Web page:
It’s a scary thought.
Ice cubes can be contaminated with food poisoning bacteria.
Since ice produced by your ice maker will be consumed, the ice machine is considered a food contact surface area. Following manufacturer’s instructions, clean and sanitize it at least once a month. Cleaning will remove scale/lime build-up and other mineral deposits and sanitizing will remove algae and slime growth.
Many times, maintenance on ice makers is overlooked for more pressing tasks. There are a few simple procedures that can keep an ice maker functioning for much longer than when left alone.
Replace water filters every six months.
Water filters are extremely important to extending the life of your ice maker and should be replaced every six months. A water filter performs three tasks:
- Removes sediment from the water, keeping ice clean and clear in appearance
- Inhibits scale, which can build up in the machine over time and drastically reduce ice production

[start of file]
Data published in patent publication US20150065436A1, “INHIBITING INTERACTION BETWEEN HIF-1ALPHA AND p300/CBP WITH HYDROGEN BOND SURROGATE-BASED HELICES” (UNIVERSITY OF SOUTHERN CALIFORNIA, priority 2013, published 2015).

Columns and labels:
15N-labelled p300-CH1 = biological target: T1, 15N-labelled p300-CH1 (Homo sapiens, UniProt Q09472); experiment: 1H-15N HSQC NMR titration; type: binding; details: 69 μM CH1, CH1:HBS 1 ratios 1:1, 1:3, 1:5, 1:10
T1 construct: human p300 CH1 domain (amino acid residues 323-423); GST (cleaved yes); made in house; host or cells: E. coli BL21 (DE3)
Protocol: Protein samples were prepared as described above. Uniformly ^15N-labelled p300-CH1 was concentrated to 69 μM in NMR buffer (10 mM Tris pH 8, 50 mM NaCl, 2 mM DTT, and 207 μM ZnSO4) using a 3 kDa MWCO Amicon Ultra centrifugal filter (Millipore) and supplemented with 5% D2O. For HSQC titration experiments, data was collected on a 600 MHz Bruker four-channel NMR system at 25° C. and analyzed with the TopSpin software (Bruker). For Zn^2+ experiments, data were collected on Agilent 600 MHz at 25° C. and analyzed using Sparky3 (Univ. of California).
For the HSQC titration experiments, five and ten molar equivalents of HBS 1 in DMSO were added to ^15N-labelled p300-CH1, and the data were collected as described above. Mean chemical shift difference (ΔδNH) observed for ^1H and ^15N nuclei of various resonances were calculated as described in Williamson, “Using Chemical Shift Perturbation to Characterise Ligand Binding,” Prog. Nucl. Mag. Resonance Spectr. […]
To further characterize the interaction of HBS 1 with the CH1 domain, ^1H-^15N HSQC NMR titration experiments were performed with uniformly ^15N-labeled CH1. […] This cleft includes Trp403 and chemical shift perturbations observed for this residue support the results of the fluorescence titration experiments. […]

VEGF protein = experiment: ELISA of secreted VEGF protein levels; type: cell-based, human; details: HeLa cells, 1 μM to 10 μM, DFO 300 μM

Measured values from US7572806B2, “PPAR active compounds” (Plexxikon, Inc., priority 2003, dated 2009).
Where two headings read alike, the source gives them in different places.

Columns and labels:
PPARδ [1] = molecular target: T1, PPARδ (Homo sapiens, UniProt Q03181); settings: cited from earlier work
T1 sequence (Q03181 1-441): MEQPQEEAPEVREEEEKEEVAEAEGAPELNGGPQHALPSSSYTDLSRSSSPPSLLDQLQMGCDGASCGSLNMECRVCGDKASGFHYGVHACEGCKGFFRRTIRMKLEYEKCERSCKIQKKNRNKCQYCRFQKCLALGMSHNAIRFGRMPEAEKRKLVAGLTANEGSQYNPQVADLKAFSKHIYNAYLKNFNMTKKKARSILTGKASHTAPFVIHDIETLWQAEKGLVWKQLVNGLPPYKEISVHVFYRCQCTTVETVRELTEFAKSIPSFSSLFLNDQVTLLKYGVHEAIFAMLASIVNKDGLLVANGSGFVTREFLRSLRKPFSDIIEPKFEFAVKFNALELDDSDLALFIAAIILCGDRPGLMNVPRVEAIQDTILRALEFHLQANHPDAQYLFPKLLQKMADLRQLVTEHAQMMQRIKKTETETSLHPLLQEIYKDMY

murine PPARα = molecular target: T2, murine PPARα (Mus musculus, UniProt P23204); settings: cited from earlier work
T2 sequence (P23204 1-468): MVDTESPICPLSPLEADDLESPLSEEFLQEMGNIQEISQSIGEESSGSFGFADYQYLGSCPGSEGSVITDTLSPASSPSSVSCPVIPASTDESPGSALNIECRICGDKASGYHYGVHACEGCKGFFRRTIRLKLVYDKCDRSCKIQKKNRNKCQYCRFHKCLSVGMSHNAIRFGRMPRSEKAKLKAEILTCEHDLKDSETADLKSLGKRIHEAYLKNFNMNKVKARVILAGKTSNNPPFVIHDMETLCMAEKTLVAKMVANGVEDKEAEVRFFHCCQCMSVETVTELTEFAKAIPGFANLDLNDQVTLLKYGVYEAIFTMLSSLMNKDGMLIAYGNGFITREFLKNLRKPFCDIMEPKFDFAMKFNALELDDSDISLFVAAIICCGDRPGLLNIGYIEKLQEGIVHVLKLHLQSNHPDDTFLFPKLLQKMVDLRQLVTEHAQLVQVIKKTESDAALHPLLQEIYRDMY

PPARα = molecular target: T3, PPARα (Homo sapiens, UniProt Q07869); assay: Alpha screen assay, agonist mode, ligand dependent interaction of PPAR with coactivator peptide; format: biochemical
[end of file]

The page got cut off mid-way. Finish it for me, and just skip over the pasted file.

- Removes odor and bad taste
Although the filter may not appear to be blocked with sediment after six months, the scale inhibitor and carbon elements (which prevent odor and bad taste) are usually depleted and no longer effective.
Invest in antimicrobial protection.
Slime and mold growth are another concern with regards to ice makers. Many ice machines have antimicrobial protection built-in to the plastic used in the food-zone areas of ice production and are guaranteed to inhibit the growth of slime and mold for the life of the machine.
Sanitize your machine regularly.
By regularly changing the water filter and using antimicrobial protection, you are on the right path to keeping your ice machine in good working condition for longer, but there is still no substitute for regular cleaning.
Your ice machine should be emptied and thoroughly sanitizedevery six months. Clean the machine using a nickel-safe scale remover and an ice machine sanitizer. Additionally, condenser fins or air filters should be cleaned or replaced every six months. Failure to keep the condenser free from lint and grease build-up will decrease the machine’s ability to breathe and operate at peak capacity, thus reducing the ice production.
By taking the time every six months to clean your Ice maker and change filters and antimicrobial devices, you can greatly increase the life of your Ice maker and drastically decrease the chance of getting food poisoning.